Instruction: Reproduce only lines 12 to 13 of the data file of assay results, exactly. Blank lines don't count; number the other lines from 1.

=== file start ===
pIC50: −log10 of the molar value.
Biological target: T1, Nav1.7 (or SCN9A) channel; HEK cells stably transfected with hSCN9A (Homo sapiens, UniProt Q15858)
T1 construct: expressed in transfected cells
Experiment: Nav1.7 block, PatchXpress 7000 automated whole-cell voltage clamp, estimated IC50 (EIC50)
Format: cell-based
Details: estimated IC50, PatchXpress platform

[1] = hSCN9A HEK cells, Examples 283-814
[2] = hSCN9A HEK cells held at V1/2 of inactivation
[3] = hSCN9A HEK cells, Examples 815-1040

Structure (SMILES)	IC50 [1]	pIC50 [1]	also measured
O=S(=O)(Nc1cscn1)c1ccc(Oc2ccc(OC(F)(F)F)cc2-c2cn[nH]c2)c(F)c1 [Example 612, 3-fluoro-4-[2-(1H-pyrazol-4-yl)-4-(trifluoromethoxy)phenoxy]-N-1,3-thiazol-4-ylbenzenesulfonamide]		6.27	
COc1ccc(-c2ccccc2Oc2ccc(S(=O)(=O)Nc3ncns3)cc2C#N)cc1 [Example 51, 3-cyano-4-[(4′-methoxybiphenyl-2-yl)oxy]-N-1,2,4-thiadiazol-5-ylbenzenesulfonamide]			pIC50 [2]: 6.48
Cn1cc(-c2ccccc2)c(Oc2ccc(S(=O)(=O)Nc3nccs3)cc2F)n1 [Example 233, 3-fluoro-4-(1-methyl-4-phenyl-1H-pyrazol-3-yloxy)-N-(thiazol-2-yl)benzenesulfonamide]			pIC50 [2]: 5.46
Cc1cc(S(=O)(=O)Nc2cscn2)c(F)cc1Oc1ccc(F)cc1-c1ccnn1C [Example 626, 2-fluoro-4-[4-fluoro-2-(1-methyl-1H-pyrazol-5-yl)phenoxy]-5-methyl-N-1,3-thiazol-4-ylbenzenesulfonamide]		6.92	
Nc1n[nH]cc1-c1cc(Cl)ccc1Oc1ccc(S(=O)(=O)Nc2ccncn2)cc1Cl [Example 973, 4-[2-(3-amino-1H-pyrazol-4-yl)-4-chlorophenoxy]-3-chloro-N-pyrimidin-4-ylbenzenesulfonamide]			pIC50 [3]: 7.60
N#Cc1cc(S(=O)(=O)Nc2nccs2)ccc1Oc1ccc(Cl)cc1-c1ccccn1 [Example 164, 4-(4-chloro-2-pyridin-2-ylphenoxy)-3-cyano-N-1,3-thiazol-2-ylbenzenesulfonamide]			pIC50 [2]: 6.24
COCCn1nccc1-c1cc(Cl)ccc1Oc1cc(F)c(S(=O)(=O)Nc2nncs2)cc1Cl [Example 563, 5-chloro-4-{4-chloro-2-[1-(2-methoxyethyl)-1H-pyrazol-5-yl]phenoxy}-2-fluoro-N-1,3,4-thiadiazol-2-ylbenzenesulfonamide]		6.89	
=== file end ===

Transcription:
COc1ccc(-c2ccccc2Oc2ccc(S(=O)(=O)Nc3ncns3)cc2C#N)cc1 [Example 51, 3-cyano-4-[(4′-methoxybiphenyl-2-yl)oxy]-N-1,2,4-thiadiazol-5-ylbenzenesulfonamide]			pIC50 [2]: 6.48
Cn1cc(-c2ccccc2)c(Oc2ccc(S(=O)(=O)Nc3nccs3)cc2F)n1 [Example 233, 3-fluoro-4-(1-methyl-4-phenyl-1H-pyrazol-3-yloxy)-N-(thiazol-2-yl)benzenesulfonamide]			pIC50 [2]: 5.46